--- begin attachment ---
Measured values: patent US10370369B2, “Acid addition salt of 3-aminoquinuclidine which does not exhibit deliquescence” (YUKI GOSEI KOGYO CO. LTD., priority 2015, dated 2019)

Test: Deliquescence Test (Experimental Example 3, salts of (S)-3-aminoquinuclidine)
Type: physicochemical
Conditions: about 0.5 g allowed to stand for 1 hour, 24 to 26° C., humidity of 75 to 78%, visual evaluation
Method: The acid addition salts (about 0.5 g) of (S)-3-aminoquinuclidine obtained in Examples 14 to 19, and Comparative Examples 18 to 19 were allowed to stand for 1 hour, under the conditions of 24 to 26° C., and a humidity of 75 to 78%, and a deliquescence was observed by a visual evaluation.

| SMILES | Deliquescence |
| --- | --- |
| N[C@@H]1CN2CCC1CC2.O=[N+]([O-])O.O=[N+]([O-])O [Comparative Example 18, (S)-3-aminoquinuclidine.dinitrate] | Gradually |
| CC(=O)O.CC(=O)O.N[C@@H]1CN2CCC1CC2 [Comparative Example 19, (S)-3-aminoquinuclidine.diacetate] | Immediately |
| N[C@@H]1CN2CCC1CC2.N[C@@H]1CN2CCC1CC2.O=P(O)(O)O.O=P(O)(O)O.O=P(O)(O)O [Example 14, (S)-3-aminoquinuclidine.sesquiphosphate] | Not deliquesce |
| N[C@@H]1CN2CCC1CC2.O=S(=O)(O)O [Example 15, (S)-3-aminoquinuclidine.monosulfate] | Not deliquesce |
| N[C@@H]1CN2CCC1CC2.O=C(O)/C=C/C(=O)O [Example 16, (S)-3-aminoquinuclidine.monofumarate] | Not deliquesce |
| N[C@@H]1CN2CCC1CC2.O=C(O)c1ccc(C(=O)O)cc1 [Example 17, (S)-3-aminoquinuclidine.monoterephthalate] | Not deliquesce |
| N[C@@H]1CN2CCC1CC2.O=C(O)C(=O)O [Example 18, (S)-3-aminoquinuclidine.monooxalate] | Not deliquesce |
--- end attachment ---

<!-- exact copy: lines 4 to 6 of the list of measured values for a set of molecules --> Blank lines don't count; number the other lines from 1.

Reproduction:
Conditions: about 0.5 g allowed to stand for 1 hour, 24 to 26° C., humidity of 75 to 78%, visual evaluation
Method: The acid addition salts (about 0.5 g) of (S)-3-aminoquinuclidine obtained in Examples 14 to 19, and Comparative Examples 18 to 19 were allowed to stand for 1 hour, under the conditions of 24 to 26° C., and a humidity of 75 to 78%, and a deliquescence was observed by a visual evaluation.

| SMILES | Deliquescence |